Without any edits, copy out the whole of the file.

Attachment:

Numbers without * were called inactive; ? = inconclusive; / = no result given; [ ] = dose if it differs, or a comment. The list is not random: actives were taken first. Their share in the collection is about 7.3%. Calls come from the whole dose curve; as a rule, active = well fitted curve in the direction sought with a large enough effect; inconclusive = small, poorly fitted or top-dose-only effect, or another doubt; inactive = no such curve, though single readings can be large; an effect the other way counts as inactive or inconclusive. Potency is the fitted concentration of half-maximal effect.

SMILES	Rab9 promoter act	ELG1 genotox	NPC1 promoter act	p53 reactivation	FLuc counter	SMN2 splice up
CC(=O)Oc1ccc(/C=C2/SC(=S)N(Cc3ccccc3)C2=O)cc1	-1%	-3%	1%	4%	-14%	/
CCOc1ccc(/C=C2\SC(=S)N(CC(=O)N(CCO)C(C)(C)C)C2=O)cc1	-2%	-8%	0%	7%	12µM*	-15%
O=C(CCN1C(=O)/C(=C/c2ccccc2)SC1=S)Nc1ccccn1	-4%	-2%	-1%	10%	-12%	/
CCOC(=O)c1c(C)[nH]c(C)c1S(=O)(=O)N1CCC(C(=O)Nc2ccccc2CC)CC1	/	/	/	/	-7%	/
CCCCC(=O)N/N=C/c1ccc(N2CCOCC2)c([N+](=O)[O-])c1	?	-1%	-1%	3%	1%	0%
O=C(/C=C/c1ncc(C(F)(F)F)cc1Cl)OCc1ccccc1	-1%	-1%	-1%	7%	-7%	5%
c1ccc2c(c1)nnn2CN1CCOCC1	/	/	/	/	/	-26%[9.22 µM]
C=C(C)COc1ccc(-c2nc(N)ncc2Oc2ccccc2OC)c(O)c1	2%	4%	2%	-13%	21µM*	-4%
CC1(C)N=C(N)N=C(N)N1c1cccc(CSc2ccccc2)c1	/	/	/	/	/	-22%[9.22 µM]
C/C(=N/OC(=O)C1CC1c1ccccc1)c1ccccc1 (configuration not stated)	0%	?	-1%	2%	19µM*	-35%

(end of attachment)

Numbers without * were called inactive; ? = inconclusive; / = no result given; [ ] = dose if it differs, or a comment. The list is not random: actives were taken first. Their share in the collection is about 7.3%. Calls come from the whole dose curve; as a rule, active = well fitted curve in the direction sought with a large enough effect; inconclusive = small, poorly fitted or top-dose-only effect, or another doubt; inactive = no such curve, though single readings can be large; an effect the other way counts as inactive or inconclusive. Potency is the fitted concentration of half-maximal effect.

SMILES	Rab9 promoter act	ELG1 genotox	NPC1 promoter act	p53 reactivation	FLuc counter	SMN2 splice up
CC(=O)Oc1ccc(/C=C2/SC(=S)N(Cc3ccccc3)C2=O)cc1	-1%	-3%	1%	4%	-14%	/
CCOc1ccc(/C=C2\SC(=S)N(CC(=O)N(CCO)C(C)(C)C)C2=O)cc1	-2%	-8%	0%	7%	12µM*	-15%
O=C(CCN1C(=O)/C(=C/c2ccccc2)SC1=S)Nc1ccccn1	-4%	-2%	-1%	10%	-12%	/
CCOC(=O)c1c(C)[nH]c(C)c1S(=O)(=O)N1CCC(C(=O)Nc2ccccc2CC)CC1	/	/	/	/	-7%	/
CCCCC(=O)N/N=C/c1ccc(N2CCOCC2)c([N+](=O)[O-])c1	?	-1%	-1%	3%	1%	0%
O=C(/C=C/c1ncc(C(F)(F)F)cc1Cl)OCc1ccccc1	-1%	-1%	-1%	7%	-7%	5%
c1ccc2c(c1)nnn2CN1CCOCC1	/	/	/	/	/	-26%[9.22 µM]
C=C(C)COc1ccc(-c2nc(N)ncc2Oc2ccccc2OC)c(O)c1	2%	4%	2%	-13%	21µM*	-4%
CC1(C)N=C(N)N=C(N)N1c1cccc(CSc2ccccc2)c1	/	/	/	/	/	-22%[9.22 µM]
C/C(=N/OC(=O)C1CC1c1ccccc1)c1ccccc1 (configuration not stated)	0%	?	-1%	2%	19µM*	-35%